On Friday, President Donald Trump granted an official pardon to former Maricopa County Sheriff Joe Arpaio, a decision that shocked many on both sides of the aisle.
Pardon my disgust, but Arpaio’s reprieve disgraces justice and subverts the very rule of law the president is sworn to uphold.
It appears Trump understood the action’s gross unpopularity. Instead of announcing the pardon a few days earlier during a campaign rally in Phoenix, a portion of the sheriff’s former constituency, he unloaded the bombshell in the dwindling hours of the work week, a time when most people are relatively tuned-out. The remarks directly competed with coverage of Hurricane Harvey, the powerful storm that devastated large swaths of Texan land.
Under Article II Section 2 of the U.S. Constitution, the president has the nearly unchecked power to “grant Reprieves and Pardons for Offences against the United States.” The only limit is in cases of impeachment.
The sheer ability to take action, however, does not make such action wise. The mighty power of the presidential pardon should be used only after careful consideration of the worthiness of criminal remittance. To do otherwise is to flout justice.
Arpaio is infamous for his unyielding stance on illegal immigration. The sheriff was tough, no doubt, but his mad crusade to deport border-crossers was much darker than the simple law-and-order mantra his supporters profess to uphold. His unseemly deeds often straddled, and even crossed, the line between strict enforcement and outright discrimination.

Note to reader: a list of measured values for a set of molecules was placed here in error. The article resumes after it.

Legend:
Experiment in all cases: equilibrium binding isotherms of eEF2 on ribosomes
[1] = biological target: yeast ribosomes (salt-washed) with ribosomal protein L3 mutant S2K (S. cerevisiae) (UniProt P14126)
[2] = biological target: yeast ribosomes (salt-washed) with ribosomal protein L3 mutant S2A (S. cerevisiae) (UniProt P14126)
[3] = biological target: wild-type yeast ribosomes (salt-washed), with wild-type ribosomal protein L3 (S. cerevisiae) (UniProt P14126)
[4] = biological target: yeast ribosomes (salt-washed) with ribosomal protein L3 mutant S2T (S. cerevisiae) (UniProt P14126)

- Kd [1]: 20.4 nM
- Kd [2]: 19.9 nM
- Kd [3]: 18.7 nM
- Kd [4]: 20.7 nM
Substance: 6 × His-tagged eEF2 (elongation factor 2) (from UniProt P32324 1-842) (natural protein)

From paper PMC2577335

In July, Arpaio was convicted of criminal contempt for refusing to uphold the constitutional rights of his county’s Latino citizens — legal citizens, mind you, not merely unlicensed immigrants. Had the pardon not occurred, Arpaio would have been sentenced in October.
Sen. John McCain, R-Arizona, a long-time Trump critic currently battling cancer, took a stand in a statement released over the weekend.
“The president has the authority to make this pardon,” it read, “but doing so at this time undermines his claim for the respect of rule of law as Mr. Arpaio has shown no remorse for his actions.”
That comes from a member of the president’s own party. The condemnation was even more blistering on the left.
If Trump really stood for law and order, he would have allowed Arpaio’s sentencing by a proper judicial body. However, our politically flippant president let him ride off into the sunset, virtually scott-free.
Arpaio’s victims were never as lucky.